|Jashodaben goes to vote|
I hear you are in Tirupati to offer thanksgiving. Your prayers have been answered. Your husband has been rewarded, and may well head the next government.
You will, therefore, become the First Lady. There will be SPG guards protecting you. This can be extremely intrusive for somebody who led an ‘invisible’ existence for decades.
Do excuse my intrusion into this space, but now you are public property too. I desisted joining the chorus when you were flashed before the public on April 9. It was unnecessary to drag your name in, even though your name legitimised your husband in ways you may never imagine.
After 40 years, he publicly accepted you for the first time by adding your name in the spouse column in the affidavit when he filed his nomination papers. Clearly, he was aware that this time there would be more questions. You appeared as silently as you had probably disappeared. Your brother said you had gone off on a pilgrimage, as you promised you would the moment he accepted you:
“Jashodaben never stayed with Narendrakumar (Modi) after marriage and has led a life alone dedicated to spiritualism. But by heart she still considers Narendrakumar (Modi) as her husband. She had taken a pledge of not eating rice or any preparation made out of it till he (Modi) becomes a prime minister. She still considers committed to Narendrakumar (Modi) and is ready to go with him only if he calls her back.”
Why were you rejected? We tend to romanticise abstinence and asceticism. He was joining the Rashtriya Swayamsevak Sangh (RSS), where familial relationships are not encouraged. But, is not abstinence also about being above the perks of power? If anybody followed the vows, it was you.
|Modi with his mother: isn't this family ties?|
Your need for acceptance has been well-expressed by mythological figures and saints like Sita and Meera. But you were on banwaas and you had to give agni pariksha. Is this fair? You committed yourself to an idol, but what did the idol do?
Meera was strong. She said to those who taunted her, “Family honour, words of scorn? /I care not for these one jot, /For my Krishna’s bewitching form/Is etched forever on my heart.”
What did Lord Krishna do? He intervened in her dream to advise her, “If the gopikas could do their duty to their husbands, tend their families and above all be totally devoted to me all the time, you can do the same thing. Do your duty. I shall not leave you any time”?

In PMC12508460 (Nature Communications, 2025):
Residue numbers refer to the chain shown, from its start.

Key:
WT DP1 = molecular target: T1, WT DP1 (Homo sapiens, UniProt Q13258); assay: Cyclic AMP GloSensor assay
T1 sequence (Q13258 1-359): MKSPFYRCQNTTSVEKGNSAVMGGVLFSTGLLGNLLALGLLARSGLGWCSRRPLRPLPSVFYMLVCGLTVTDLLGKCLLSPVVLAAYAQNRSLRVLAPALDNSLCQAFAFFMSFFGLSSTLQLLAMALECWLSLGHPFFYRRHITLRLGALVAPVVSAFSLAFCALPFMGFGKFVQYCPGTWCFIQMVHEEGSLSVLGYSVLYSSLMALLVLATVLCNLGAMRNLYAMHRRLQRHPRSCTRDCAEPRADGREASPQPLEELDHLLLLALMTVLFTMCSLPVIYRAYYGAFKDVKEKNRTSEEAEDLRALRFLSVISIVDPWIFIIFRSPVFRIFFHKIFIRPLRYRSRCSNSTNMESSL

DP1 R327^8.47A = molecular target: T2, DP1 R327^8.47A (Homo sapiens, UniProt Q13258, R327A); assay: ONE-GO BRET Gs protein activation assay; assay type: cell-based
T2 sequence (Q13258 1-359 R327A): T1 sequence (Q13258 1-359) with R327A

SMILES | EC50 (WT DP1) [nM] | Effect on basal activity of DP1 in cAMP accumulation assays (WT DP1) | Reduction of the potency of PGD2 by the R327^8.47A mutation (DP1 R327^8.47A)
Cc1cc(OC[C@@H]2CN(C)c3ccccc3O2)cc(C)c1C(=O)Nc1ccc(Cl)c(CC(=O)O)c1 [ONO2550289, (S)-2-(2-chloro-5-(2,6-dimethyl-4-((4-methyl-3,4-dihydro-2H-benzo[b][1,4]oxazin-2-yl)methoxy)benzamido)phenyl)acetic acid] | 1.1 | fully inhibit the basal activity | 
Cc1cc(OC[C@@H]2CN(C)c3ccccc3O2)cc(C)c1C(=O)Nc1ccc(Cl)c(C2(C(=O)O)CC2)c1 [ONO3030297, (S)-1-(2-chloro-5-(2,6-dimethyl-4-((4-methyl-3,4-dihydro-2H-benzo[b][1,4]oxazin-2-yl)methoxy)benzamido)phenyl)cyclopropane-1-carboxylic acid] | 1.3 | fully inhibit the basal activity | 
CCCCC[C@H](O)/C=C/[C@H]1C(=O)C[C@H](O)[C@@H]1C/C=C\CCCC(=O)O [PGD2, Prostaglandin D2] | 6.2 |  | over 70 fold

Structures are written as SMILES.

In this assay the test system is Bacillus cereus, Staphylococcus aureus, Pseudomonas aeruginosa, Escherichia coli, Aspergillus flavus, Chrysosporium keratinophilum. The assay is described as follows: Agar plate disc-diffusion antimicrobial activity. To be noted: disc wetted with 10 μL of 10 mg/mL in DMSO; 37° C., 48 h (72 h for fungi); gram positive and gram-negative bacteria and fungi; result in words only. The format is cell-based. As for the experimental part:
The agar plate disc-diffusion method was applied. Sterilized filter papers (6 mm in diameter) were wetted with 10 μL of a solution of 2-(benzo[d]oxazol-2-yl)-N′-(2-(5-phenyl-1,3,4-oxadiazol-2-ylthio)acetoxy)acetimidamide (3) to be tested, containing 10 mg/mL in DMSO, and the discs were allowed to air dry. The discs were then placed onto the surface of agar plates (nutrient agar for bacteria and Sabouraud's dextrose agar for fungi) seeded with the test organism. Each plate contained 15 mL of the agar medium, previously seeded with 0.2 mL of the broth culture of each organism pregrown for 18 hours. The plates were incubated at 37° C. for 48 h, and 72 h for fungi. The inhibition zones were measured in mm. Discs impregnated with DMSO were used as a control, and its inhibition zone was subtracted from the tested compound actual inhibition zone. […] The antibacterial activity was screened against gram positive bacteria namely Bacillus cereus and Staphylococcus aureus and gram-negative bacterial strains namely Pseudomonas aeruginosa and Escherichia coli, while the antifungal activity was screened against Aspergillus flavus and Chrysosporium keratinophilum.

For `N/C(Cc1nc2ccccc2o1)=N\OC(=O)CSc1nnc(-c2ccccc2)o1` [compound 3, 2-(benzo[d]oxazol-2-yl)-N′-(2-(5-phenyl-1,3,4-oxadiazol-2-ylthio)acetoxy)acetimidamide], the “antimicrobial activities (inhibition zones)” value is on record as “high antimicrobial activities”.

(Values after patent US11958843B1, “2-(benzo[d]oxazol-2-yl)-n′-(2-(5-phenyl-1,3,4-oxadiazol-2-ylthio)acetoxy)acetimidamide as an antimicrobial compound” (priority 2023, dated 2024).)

For you he was both husband and deity, it would seem. You deserve more than a namesake relationship.
As the First Lady, will you have any influence? I am not suggesting that you should be doing the ribbon-cutting at inauguration for ‘ladies’ type projects. Your husband has promised many things to the women of India. It would make a lot of difference if you helped initiate schemes for ‘women’s empowerment’. Your husband keeps mentioning 'Nirbhaya'. There are many victims of sexual abuse who will never get media attention. They might not even want it. There are the widows of Vrindavan; they need more than an opportunity to spray colours during Holi. There is abuse at the workplace. There is domestic violence – a subject that causes a great deal of anguish and anger, because few want to go into what is considered a ‘private matter’, and a question of rights.
Do you believe in ownership in a relationship? Given your example, you gave up any claims not only to property or possessions, but also to the man you married at a young age. You made peace with your situation, but what about the many who lead lives of utter despair because they have been abandoned by some uncouth man in a fit of rage or for a higher purpose? Does the fact that the woman may not share that purpose count for nothing? Not everybody has the backing of a family they can return to. It is to the credit of your parents and siblings that you were not considered any less, which as you know happens often even among the urbanised, supposedly modern lot. You got an education, started earning, and became self-sufficient. You did not sell tea, and perhaps that will not bring a gleam to the eyes of people who get pleasure from hype.
Many women are illiterate and poor, and are often sold off into brothels. You are already aware of all this, and I am merely emphasising the points that are ignored when empowering women.
Now, I wish to touch upon a subject that is sensitive. You might have read about Snoopgate. A woman was being trailed and stalked by what a sting operation revealed to be the Gujarat government. The then Home Minister has been exonerated for keeping tabs for some ‘Saheb’. If we let this pass for the purpose of this note, then we still have the statement of the young architect’s father saying that the government had his permission to do so. It was to protect them. The woman is an adult. Is a father permitted to get in touch with the chief minister or other senior persons in the government to spy on his daughter? Is the state machinery meant for such purposes? Why has the father sought to quash a probe?
I was not and am not interested in salacious details, so I ask these queries because they can have serious implications. Women are stalked, and anybody can come forward to be a protector. With so many communication channels this can prove to be a means for blackmail, not to speak of an end to their reputation and future.
You have a right to a future, too. A future where you get the respect due to a partner. It may be difficult for you to transform from a Meera to a Radha, but no one worships Meera as a consort. Or will you stay in the background again – a name on a nomination paper, a prayer at a temple, footprints on a pilgrimage?
Your silence will be reflective of the silence of many women in a society where machismo takes different forms, sometimes even as abstinence.
Uth meri jaan...
© Farzana Versey